RainReady program in USA is designed to bridge "a disconnect between information and action", said Harriet Festing, Center for Neighborhood Technology

CNT Initiative Helps America Become “RainReady”

The Chicago-based Center for Neighborhood Technology (CNT) has launched a new resource to help individuals, businesses, and communities find solutions to the problem of too much or too little water.

CNT’s RainReady initiative offers a suite of policies and practices to help residents, communities, and states plan for weather events associated with global climate change.

harriet festing_CNT_120p“Through our years of research and advocacy on water management issues, we realized that there was something of a disconnect between information and action,” said Harriet Festing, Water Program Director at CNT. “RainReady seeks to close that gap by making it easier for homeowners, businesses, and government leaders to create RainReady plans.”

What is RainReady?

RainReady was developed by CNT with the support of the City of Chicago, a partner with CNT on the Chicago Sustainable Backyards Program, which ended in 2013.

The RainReady initiative is a distillation and expansion of practices already adopted by thousands of villages, towns, and cities across the continent and the world to capture rain where it falls.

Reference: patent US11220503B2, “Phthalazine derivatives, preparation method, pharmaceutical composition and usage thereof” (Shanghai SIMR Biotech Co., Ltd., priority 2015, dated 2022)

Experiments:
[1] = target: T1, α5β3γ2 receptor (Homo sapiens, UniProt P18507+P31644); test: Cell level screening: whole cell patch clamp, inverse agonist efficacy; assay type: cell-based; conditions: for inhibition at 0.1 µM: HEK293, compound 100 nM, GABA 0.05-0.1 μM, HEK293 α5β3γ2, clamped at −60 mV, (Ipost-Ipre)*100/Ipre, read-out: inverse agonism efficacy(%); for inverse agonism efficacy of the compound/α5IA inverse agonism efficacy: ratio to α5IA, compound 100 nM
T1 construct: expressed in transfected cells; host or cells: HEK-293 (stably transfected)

As more undeveloped land is paved over and rainfall patterns become less predictable, communities are starting to take an integrated approach to water management, ensuring that every property, street, and neighbourhood is protected by a broad range of RainReady practices.

To become RainReady, communities should coordinate efforts on private properties and in public spaces to effectively manage water.

Where have RainReady practices already been adopted?

Cities making significant investments in water preparedness include Philadelphia, PA; New York, NY; Los Angeles, CA; Chicago, IL; Seattle, WA; Lancaster, PA; Milwaukee, WI; Grand Rapids, MI; Lenox, KS; Detroit, MI; Kansas City, MO; Onondaga County, NY;  Pittsburgh, PA; and Portland, OR.

To Learn More:

Visit RainReady.